Deck inspection limitations

Of all the house components we inspect decks due to their size, weight and height has the greatest potential to injure or kill out clients. In an effort to educate the home buyers and manage their expectations on the limitations of deck inspections performed as part of a normal home inspection I have developed this draft statement to include in my reports. I would like some feed back if you have time.

**Note: **The inspector will make an attempt to point out visible deck defects discovered during the course of a normal home inspection. However, every deck is unique and determining the overall structural stability and load carrying capacity of individual members and connections is outside the scope of this inspection. Many critical items and details that affect the stability and load carrying capacity can be hidden from view such as:

• Existence and condition of flashing between the ledger board and the house.
• Condition of bolts nails and screws, including rust and corrosion.
• Grade, moisture content and extent of decay in wood members.
• Condition of columns and members in contact with soil.
• Depth and size of footings below ground.

Detailed structural engineering analysis is a separate service available that may involve drilling, removing members and connections to determine engineering properties needed to perform a thorough analysis. This service is typically available only to the homeowner and is performed under a separate agreement.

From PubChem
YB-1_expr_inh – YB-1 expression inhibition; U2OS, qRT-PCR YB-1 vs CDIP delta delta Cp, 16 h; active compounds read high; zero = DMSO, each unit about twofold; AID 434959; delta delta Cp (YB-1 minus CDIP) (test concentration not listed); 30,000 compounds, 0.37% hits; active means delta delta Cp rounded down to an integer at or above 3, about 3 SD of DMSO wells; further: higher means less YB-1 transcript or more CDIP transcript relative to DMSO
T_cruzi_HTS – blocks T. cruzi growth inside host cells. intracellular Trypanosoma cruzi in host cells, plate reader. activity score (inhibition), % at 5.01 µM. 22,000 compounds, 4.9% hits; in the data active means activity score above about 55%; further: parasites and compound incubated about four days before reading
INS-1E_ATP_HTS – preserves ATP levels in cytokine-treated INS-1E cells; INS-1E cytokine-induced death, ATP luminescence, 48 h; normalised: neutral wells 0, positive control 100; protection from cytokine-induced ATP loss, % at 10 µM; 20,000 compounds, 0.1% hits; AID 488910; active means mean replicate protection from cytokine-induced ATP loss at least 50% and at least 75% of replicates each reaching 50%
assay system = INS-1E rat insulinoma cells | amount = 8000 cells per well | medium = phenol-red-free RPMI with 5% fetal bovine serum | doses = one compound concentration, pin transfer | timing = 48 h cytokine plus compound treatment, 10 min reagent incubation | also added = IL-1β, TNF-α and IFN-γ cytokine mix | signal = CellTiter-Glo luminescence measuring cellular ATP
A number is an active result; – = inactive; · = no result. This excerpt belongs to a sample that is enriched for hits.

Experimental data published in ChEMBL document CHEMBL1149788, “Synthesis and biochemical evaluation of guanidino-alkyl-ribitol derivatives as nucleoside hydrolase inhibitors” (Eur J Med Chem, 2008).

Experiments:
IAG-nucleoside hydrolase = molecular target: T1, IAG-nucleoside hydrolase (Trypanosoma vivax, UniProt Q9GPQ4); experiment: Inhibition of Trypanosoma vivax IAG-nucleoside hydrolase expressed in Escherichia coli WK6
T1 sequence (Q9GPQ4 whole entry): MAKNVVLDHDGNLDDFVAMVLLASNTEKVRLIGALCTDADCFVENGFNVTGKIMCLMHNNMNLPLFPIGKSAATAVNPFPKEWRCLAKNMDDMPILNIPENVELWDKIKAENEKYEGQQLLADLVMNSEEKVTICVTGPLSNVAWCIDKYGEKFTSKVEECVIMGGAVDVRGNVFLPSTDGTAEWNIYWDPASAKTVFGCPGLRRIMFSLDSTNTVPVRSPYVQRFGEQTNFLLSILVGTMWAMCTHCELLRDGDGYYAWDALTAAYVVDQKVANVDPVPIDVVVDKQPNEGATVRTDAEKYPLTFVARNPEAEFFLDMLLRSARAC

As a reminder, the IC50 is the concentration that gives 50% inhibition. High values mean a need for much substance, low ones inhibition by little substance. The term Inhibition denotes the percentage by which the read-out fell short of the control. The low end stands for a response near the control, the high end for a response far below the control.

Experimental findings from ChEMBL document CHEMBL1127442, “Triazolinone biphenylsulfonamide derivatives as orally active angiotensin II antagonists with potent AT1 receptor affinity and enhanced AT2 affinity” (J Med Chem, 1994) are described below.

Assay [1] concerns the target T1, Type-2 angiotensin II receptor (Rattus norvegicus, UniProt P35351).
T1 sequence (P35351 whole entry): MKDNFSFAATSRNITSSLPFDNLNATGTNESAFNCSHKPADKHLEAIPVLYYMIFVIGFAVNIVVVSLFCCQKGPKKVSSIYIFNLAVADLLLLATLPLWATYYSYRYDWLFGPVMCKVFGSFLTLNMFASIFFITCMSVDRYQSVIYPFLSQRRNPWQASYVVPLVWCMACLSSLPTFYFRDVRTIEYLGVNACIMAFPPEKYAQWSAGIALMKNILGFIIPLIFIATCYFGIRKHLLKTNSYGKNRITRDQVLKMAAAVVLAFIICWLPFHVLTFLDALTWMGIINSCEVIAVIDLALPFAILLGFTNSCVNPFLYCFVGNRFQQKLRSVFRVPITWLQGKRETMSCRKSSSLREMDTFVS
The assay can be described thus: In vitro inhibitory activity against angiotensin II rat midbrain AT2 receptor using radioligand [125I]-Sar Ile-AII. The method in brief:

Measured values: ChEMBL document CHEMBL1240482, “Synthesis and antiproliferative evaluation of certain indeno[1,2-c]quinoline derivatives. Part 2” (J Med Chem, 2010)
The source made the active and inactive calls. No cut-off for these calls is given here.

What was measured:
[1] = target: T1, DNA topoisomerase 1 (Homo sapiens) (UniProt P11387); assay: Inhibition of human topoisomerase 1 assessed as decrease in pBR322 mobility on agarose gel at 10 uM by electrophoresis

Randy you might want to mention that not bolting the ledger board and using nails along with lack of joist hangers is the most common and leading cause of collapse.

Flashing is just one of those automatic write ups. Yes it causes water Intrusion issues but most seem to for some reason not have many issues.
I rarely see enough rust on bolts or fasteners to be of a big concern around here though I suppose it may depend on climate and age of the porch or deck.
Not sealing is another issue with wood decks and they should be sealed top plus bottom.

probably why Randy posted, good post btw

the heads of fasteners is not what provides the structural integrity

if you ever dismantle a deck you’ll see the latent damage to structural components/fasteners that a visual inspection only won’t/can’t determine

look at decks like icebergs
the 10% you see hides 90% of the underlying unseen damage


You should some the dandy’s here, ever renting a cabin in the mountains be sure to look around . I sure you be sitting inside from that point on .lol

I am picturing some guy from little Abner on a deck overlooking the mountains kicked back on a rocking chair with straw planted firmly in teeth right now.
Does not instill trust in his new deck one bit.

“yep built this baby from scrap wood off the Highway and she is a beauty”.

You forgot the road kill cooken on the open fire.
Agreed with your #2 post.
Not much hardware rust. Mostly nail on the ledger board and lack of lag bolts and full washer assemble and spaced 16" on center.
Hangers are becoming the norm.


I only disclaim a deck if I can not visibly see under it…outside of that I treat it as if it’s another structural framing system…much like looking under crawlspace.

As to flashing…if its not visible then I annotate it in the body of the report as long as there are no adverse signs I can see from inside the crawl or basement.

Obviously each inspector must approach his liability to an extent they feel comfortable however there gets a point that a client will ask themselves what are the actually paying for it not a thorough inspection.

The biggest hazard I see personally see with decks are open risers…I write them up from a safety standpoint.


Do you have a similar statement for the foundation when frost walls are up. Most decks are pretty easy to inspect as its all out in the open. If its really low I can still stick my camera in to see whats going on. If the framing is obscured besause of vertical members on the exterior, I pull one off on either side and stick my camera in. Decks are generally easier to inspect then foundations or under floor framing in my opinion.